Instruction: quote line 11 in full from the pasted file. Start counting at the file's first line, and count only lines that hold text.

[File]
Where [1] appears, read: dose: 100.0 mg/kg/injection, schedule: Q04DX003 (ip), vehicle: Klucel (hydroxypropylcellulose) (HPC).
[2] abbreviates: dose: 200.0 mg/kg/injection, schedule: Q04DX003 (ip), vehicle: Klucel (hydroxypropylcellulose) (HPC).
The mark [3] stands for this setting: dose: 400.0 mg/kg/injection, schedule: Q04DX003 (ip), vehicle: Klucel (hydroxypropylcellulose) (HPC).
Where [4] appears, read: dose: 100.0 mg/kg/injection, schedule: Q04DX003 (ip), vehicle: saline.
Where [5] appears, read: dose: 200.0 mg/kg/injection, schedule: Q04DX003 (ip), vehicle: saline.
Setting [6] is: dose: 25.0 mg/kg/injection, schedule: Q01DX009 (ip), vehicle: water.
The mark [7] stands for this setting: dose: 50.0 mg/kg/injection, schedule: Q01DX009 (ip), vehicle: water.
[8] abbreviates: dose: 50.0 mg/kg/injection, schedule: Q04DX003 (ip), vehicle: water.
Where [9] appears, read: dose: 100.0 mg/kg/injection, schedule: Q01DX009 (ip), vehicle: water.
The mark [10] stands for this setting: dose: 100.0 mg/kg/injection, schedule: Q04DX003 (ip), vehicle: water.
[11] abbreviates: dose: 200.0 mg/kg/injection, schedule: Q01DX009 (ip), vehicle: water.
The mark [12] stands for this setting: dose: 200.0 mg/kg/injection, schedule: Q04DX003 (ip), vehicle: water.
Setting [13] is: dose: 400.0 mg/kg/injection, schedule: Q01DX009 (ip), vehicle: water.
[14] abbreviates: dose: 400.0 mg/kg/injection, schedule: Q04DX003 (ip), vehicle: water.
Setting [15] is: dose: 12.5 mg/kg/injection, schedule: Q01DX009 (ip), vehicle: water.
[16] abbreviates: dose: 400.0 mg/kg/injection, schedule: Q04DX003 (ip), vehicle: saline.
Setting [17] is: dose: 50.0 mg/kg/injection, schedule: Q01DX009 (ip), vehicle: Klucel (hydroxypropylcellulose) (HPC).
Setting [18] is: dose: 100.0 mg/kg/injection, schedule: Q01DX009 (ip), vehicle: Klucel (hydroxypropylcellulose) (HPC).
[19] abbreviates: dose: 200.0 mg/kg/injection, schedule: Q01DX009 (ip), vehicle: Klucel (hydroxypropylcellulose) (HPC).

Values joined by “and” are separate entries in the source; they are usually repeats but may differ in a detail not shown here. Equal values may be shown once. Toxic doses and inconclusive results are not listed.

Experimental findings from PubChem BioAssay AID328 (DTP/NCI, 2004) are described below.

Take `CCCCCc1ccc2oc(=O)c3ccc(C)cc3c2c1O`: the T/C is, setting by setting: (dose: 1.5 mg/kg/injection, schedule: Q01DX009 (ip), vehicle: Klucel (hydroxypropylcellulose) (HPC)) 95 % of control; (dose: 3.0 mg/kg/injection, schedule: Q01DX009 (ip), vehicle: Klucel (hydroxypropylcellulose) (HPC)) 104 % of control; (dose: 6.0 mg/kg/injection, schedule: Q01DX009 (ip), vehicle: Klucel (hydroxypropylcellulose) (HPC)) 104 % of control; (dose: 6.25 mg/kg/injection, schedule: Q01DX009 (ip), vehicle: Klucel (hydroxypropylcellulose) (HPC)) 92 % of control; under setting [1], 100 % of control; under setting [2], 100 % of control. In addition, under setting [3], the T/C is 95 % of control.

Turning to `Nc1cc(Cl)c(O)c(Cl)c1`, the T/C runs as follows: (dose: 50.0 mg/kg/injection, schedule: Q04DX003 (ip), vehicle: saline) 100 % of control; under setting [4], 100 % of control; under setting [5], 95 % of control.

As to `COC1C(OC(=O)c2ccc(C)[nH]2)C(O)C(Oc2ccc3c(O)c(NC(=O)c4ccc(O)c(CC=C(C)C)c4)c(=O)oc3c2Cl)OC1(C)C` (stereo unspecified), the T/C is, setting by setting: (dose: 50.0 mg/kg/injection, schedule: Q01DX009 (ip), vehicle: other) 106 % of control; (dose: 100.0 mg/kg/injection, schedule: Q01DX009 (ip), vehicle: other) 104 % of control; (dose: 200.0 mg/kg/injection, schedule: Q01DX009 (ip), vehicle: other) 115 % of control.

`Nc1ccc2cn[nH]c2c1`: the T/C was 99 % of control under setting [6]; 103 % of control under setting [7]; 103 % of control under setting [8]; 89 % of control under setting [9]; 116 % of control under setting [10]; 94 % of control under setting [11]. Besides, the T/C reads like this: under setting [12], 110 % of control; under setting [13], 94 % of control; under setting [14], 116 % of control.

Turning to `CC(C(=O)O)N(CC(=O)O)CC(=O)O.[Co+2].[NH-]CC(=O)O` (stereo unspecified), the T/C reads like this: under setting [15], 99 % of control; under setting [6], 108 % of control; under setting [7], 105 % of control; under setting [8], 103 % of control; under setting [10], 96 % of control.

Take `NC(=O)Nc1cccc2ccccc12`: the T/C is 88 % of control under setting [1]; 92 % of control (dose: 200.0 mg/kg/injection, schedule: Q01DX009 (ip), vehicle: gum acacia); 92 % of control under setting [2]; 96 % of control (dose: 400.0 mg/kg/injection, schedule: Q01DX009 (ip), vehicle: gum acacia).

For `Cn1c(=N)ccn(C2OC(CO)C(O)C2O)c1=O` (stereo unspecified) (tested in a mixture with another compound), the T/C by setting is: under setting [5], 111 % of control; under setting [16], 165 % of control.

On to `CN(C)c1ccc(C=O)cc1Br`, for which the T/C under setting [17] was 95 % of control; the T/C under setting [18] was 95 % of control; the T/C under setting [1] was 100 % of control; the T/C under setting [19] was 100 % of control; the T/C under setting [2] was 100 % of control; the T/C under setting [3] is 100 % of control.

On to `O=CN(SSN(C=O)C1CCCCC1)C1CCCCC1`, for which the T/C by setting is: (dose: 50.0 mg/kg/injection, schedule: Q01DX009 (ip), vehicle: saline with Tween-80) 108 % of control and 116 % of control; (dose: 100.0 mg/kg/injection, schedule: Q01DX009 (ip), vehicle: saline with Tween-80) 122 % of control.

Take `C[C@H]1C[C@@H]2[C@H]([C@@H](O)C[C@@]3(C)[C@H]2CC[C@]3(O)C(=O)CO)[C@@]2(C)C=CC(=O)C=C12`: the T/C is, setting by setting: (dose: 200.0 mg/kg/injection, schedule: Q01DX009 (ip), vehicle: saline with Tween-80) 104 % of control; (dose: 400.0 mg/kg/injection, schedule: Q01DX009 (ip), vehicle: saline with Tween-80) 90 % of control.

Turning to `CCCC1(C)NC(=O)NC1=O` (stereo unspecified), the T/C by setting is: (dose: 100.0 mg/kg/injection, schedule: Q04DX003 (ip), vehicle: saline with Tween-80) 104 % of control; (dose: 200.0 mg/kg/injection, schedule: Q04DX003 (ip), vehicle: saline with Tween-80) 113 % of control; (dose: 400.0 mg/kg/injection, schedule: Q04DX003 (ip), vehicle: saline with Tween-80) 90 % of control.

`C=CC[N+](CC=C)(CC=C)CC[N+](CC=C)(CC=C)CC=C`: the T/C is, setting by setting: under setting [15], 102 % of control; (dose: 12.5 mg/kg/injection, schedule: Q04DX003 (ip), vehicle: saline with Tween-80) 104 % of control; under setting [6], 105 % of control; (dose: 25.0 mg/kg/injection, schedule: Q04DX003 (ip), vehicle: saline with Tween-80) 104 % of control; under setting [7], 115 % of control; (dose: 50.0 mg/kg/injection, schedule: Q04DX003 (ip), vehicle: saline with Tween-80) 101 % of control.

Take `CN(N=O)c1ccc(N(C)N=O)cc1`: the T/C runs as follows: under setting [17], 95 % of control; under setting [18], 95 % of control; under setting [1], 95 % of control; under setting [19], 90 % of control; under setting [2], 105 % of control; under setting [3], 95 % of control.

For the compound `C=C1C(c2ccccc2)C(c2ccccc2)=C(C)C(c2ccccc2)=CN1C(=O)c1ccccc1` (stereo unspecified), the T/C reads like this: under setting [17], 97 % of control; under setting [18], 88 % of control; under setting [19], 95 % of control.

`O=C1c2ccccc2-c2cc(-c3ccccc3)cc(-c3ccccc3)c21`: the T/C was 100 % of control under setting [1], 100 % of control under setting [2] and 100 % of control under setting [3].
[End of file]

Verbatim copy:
[11] abbreviates: dose: 200.0 mg/kg/injection, schedule: Q01DX009 (ip), vehicle: water.